The pace at which new scientific and technological developments are being made is astounding. On the daily, we hear news of everything from self-driving cars to genetic engineering and other such breakthroughs that represent great opportunities for humankind. But when a new technology or scientific advancement is made it also tends to raise a lot of difficult operational and ethical questions. Addressing these questions often requires branching beyond the realms of science and technology to the legal system.
Despite the ever-expanding nexuses between science, technology, and the law, Paul Enríquez, lawyer and PhD candidate in Structural and Molecular Biochemistry at North Carolina State University, notes that there are large gaps present between the law and other disciplines. Enríquez says lawyers and scientists have a tendency to take an insular approach to their work not accounting for many interdisciplinary grey areas. In his research, Enríquez seeks to explore the relationship between science, technology, and the law head on. In his most recent articles “Genome Editing and the Jurisprudence of Scientific Empiricism“ and “CRISPR GMOs,” he introduces Clustered, Regularly Interspaced, Short Palindromic Repeats (CRISPR) - a breakthrough gene editing tool - to the legal literature. His work advocates for a framework to evaluate scientific and technological advances in relation to the law. He discusses his latest papers and the need to bridge the divide between science and the law in the interview below.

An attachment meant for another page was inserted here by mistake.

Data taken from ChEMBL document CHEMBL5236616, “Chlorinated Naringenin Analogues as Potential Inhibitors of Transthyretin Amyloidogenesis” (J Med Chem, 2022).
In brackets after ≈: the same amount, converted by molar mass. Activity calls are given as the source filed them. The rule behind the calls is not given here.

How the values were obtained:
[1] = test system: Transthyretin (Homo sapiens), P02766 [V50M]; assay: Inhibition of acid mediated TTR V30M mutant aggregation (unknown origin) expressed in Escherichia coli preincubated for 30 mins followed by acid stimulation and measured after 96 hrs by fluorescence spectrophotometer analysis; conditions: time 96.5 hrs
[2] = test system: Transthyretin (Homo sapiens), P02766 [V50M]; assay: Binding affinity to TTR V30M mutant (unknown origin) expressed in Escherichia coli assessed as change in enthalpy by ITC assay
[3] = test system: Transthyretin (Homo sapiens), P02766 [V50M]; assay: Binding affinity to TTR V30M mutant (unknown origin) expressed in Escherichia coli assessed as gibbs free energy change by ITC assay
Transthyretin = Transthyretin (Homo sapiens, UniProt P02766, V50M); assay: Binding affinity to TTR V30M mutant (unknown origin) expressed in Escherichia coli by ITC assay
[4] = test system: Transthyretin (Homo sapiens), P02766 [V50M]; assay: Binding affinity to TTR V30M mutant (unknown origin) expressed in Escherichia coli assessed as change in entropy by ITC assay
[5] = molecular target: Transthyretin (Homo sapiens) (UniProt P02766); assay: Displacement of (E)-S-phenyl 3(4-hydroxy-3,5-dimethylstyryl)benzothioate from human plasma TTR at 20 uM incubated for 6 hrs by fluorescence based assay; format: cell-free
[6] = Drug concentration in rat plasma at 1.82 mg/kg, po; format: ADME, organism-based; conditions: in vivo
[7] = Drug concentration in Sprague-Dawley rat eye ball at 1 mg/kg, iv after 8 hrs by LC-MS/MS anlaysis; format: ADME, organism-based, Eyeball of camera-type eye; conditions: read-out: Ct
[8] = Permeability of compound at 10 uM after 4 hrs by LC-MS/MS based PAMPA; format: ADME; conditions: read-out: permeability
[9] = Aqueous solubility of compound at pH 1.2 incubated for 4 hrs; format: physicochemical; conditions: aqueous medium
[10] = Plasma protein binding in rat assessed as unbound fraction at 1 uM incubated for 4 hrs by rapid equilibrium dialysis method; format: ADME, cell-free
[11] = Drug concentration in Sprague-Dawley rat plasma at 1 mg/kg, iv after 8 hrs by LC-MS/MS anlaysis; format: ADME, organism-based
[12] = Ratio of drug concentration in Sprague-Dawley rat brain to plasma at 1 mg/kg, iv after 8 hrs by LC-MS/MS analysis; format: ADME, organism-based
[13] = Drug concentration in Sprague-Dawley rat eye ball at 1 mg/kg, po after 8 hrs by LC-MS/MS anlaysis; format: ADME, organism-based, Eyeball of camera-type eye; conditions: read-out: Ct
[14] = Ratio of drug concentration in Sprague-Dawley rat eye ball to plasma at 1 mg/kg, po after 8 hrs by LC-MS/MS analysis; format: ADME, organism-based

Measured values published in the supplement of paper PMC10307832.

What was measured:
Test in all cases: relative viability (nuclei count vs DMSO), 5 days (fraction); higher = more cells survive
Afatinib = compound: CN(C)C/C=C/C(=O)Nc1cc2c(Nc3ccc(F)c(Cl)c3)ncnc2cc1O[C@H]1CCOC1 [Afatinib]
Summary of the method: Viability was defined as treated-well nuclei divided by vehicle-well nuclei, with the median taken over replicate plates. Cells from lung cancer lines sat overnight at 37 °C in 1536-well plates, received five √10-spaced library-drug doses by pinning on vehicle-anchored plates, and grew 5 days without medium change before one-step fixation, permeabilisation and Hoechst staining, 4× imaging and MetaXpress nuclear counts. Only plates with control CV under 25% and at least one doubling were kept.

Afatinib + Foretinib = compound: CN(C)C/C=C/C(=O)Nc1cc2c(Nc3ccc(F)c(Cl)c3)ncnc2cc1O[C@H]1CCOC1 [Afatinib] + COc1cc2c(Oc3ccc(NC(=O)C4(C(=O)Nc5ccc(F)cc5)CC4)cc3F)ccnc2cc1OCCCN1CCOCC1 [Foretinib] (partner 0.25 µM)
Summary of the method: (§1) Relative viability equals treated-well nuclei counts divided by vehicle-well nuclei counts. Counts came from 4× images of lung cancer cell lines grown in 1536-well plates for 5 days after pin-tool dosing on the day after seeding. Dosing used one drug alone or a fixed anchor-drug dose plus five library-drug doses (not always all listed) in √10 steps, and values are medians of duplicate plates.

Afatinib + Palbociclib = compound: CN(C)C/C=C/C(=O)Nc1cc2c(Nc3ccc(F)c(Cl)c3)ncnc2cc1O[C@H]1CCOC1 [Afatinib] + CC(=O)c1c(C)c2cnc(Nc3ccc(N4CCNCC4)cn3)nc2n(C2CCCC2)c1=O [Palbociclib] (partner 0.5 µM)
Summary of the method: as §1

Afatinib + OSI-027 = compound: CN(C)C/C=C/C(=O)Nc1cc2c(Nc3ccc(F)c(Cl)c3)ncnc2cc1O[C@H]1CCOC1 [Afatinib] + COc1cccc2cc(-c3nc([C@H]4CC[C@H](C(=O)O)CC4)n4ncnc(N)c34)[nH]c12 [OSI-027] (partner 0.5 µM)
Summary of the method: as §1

PE: Part of my scientific research concerns the use of a CRISPR system as a tool to edit the genome of a model organism. I came to realize, like many in the scientific community, that CRISPR is a transformative technology. The potential impact of this scientific breakthrough on the future of humankind is, in my view, on par with - if not greater than - the discovery of nuclear fission, which led to the development of nuclear weapons, or the advent of modern computing, which spawned the era of worldwide communications via the Internet. These realizations catalyzed my motivation to start filling a large void of CRISPR-related legal research.
PE: When I finished writing that paper, I performed an unfiltered search on Westlaw and other legal databases using the “CRISPR” acronym. The search returned zero hits for all primary - statutory and case law - sources, and only one hit for all legal scholarship journals. The sole mention of CRISPR in all of legal scholarship was relegated to one sentence in a paper published in 2014, which lacked any explanation for what CRISPR is or even what it means. It was clear to me that a pressing need to address CRISPR - and future genome editing technologies - exists, particularly given the potential widespread impact on a myriad of areas related to law, policy, economics, global trade, research, science and technology, and more.